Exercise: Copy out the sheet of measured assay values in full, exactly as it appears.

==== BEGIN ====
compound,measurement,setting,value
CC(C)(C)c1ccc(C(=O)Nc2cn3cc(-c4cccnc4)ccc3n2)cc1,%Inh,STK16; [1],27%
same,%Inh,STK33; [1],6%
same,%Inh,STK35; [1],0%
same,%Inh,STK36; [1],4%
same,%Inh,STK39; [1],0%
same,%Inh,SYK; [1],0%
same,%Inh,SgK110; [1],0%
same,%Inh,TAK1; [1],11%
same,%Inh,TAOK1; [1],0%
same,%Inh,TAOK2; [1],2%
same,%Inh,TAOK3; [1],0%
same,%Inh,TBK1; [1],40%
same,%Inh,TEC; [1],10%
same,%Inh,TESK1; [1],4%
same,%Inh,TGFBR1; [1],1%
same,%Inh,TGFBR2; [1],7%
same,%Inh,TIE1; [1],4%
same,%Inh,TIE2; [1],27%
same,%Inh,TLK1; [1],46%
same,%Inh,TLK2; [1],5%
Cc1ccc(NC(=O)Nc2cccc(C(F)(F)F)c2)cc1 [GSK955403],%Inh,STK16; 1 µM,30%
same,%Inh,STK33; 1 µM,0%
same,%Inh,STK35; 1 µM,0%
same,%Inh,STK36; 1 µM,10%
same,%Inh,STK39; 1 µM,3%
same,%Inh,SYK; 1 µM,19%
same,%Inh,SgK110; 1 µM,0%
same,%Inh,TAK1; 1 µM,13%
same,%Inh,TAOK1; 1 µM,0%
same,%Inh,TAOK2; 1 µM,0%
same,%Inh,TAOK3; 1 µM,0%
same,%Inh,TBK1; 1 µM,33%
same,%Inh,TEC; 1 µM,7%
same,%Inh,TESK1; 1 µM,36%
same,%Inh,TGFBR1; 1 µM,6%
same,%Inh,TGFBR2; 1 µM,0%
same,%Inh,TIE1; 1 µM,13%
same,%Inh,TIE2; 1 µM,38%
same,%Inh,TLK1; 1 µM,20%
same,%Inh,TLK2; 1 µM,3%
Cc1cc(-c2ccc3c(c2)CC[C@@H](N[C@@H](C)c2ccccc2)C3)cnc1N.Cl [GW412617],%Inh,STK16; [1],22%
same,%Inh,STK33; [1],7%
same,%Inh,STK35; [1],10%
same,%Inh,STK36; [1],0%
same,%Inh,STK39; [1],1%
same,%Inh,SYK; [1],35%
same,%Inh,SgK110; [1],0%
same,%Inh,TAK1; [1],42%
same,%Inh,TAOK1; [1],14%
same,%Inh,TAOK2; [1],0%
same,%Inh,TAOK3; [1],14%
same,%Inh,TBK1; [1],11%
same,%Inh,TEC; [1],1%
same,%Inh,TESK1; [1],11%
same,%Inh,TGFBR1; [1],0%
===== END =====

compound,measurement,setting,value
CC(C)(C)c1ccc(C(=O)Nc2cn3cc(-c4cccnc4)ccc3n2)cc1,%Inh,STK16; [1],27%
same,%Inh,STK33; [1],6%
same,%Inh,STK35; [1],0%
same,%Inh,STK36; [1],4%
same,%Inh,STK39; [1],0%
same,%Inh,SYK; [1],0%
same,%Inh,SgK110; [1],0%
same,%Inh,TAK1; [1],11%
same,%Inh,TAOK1; [1],0%
same,%Inh,TAOK2; [1],2%
same,%Inh,TAOK3; [1],0%
same,%Inh,TBK1; [1],40%
same,%Inh,TEC; [1],10%
same,%Inh,TESK1; [1],4%
same,%Inh,TGFBR1; [1],1%
same,%Inh,TGFBR2; [1],7%
same,%Inh,TIE1; [1],4%
same,%Inh,TIE2; [1],27%
same,%Inh,TLK1; [1],46%
same,%Inh,TLK2; [1],5%
Cc1ccc(NC(=O)Nc2cccc(C(F)(F)F)c2)cc1 [GSK955403],%Inh,STK16; 1 µM,30%
same,%Inh,STK33; 1 µM,0%
same,%Inh,STK35; 1 µM,0%
same,%Inh,STK36; 1 µM,10%
same,%Inh,STK39; 1 µM,3%
same,%Inh,SYK; 1 µM,19%
same,%Inh,SgK110; 1 µM,0%
same,%Inh,TAK1; 1 µM,13%
same,%Inh,TAOK1; 1 µM,0%
same,%Inh,TAOK2; 1 µM,0%
same,%Inh,TAOK3; 1 µM,0%
same,%Inh,TBK1; 1 µM,33%
same,%Inh,TEC; 1 µM,7%
same,%Inh,TESK1; 1 µM,36%
same,%Inh,TGFBR1; 1 µM,6%
same,%Inh,TGFBR2; 1 µM,0%
same,%Inh,TIE1; 1 µM,13%
same,%Inh,TIE2; 1 µM,38%
same,%Inh,TLK1; 1 µM,20%
same,%Inh,TLK2; 1 µM,3%
Cc1cc(-c2ccc3c(c2)CC[C@@H](N[C@@H](C)c2ccccc2)C3)cnc1N.Cl [GW412617],%Inh,STK16; [1],22%
same,%Inh,STK33; [1],7%
same,%Inh,STK35; [1],10%
same,%Inh,STK36; [1],0%
same,%Inh,STK39; [1],1%
same,%Inh,SYK; [1],35%
same,%Inh,SgK110; [1],0%
same,%Inh,TAK1; [1],42%
same,%Inh,TAOK1; [1],14%
same,%Inh,TAOK2; [1],0%
same,%Inh,TAOK3; [1],14%
same,%Inh,TBK1; [1],11%
same,%Inh,TEC; [1],1%
same,%Inh,TESK1; [1],11%
same,%Inh,TGFBR1; [1],0%